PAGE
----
It’s odd that a biopic on Charles Lindbergh – aviation maverick, Nazi sympathizer, anti-Semitic quasi-White supremacist – should portray its hero as a wholesome country boy from Minnesota. It’s odd that James Stewart should play Lindbergh (producer Jack L. Warner blamed him for the picture’s financial failure ), and it’s odd that the most difficult thing about the first transatlantic solo flight is staying awake.
Critics have largely agreed that Stewart was miscast in the leading role. He may not be a good Lindbergh, but he fits the overall tone as loose and easy as a glove. Billy Wilder (Double Indemnity, Some Like it Hot, Double Indemnity) made a safe, comfortable biopic, taking on the relatively noncontroversial issue of anti-flightism. We find Lindbergh sleepless the night before his journey. At 47, Stewart isn’t the picture of youth as the 25 year-old Lindbergh.
We get to learn a little about our aerial Mozart’s past, his offhand genius for flying, and his stints at a Flying Circus and US Air Mail. This is essentially a one-man film. Stewart occupies all our screen time. There is no romantic interest, only a woman (Patricia Smith) who lends him her makeup mirror for the plane’s compass. Luckily Jimmy is at his homely best, pouring all the can-do American enthusiasm left over from Mr. Deeds Goes to Washington (1939).
Wilder and Wendell Mayes’ (writer of Anatomy of a Murder, Von Ryan’s Express) screenplay has its moments, all of which are lightly charming:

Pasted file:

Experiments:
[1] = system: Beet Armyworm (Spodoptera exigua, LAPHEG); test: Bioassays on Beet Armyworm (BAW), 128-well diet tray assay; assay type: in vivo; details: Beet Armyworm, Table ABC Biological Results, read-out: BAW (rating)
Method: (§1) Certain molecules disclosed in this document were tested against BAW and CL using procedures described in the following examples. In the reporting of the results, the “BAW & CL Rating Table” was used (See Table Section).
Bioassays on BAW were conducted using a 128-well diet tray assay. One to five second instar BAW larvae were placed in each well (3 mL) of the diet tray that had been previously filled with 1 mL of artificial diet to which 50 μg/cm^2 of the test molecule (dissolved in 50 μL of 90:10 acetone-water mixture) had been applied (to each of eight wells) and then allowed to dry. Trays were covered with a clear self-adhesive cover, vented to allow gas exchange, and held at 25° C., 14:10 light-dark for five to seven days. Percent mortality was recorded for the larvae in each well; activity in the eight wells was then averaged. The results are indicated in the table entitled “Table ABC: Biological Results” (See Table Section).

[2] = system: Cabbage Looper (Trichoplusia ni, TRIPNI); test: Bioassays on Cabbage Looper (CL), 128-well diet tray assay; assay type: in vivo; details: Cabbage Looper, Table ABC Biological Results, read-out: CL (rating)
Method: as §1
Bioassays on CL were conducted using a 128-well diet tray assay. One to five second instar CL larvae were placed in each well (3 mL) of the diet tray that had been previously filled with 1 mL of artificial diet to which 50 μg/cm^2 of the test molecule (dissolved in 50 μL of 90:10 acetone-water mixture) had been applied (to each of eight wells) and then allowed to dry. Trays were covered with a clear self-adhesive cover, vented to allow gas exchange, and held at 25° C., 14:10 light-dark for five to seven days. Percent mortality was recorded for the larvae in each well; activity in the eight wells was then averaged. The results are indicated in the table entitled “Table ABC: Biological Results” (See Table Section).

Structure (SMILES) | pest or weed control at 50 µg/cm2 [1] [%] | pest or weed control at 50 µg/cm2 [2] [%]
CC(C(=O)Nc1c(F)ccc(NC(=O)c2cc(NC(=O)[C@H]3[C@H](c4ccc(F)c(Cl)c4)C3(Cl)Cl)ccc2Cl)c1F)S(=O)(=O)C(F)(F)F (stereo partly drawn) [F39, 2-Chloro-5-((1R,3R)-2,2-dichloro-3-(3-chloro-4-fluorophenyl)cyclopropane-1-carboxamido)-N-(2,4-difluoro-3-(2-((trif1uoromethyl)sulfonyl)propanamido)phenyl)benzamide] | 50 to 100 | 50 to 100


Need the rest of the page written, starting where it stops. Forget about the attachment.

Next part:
People are always impressed when you call ’em long distance. Especially in New York.
And when Lindbergh gives an uncoordinated priest a disastrous flying lesson:
PRIEST: When I’m up there I feel closer to God.
LINDBERGH: I’d say you’re closer to God when you’re landing.
But Wilder and Mayes can’t get any deeper into the characters, or character, since there is only one focal point. Why does Lindbergh like to fly so much? When his circus co-performer Bud Gurney (Murray Hamilton – he played the mayor in Jaws) asks:
BUD: What is it? What makes us go up there?
LINDBERGH: Oh, you tell me.
Like a lot of biopics, The Spirit of St. Louis takes its hero’s deep-seated motivations for granted. All we see of Lindbergh’s family life are a handful of pastoral flashbacks in which his parents are stock country bumpkins – although his father once served as a Congressman. Apparently his youth was easy, unproblematic. Tortured backgrounds should not be mandatory in the life of every luminary (biopics often assume this), but everyone has some bumps along the way. Not this Lindbergh. Obtaining a $15,000 bank loan to buy a plane? Speeding up the manufacturing of the aircraft to beat rivals Nungesser, Coli, and Chamberlin? Not too difficult. It’s clear skies until he actually gets off the ground, which is when the film also gains more engaging altitude.
Lindbergh somehow takes off from the rain-drenched ground of Roosevelt Field, flying out of New York, over Nova Scotia, Newfoundland, and into the lonely stretches of the North Atlantic. For the next 33.5 hours he fights off sleep and ice-laden wings. Before he reaches Ireland and subsequently Paris, we are stuck with Lindbergh and his memories. Since Stewart has reserves of natural charm deeper than South African gold mines, and because his facial takes up the battle against sleep valiantly, we are blessed with an entertaining companion. To convey Lindbergh’s psychological processes Wilder has inserts interior voiceovers, though these verge more on the comical than reflective (a wanton fly in the cabin takes up a lot of screen time).
According to the DVD jacket (from the James Stewart Signature Collection) Stewart is in “his role of roles”. It’s an admirable performance considering the weakness of the film, but it shows none of the neurotic complexities Stewart brought to his Westerns or his work with Hitchcock. Wilder is not in his film of films either. He’s neither as funny or incisive as he could be…but this is a safe sturdy biopic, not making any transatlantic journeys. Just domestic.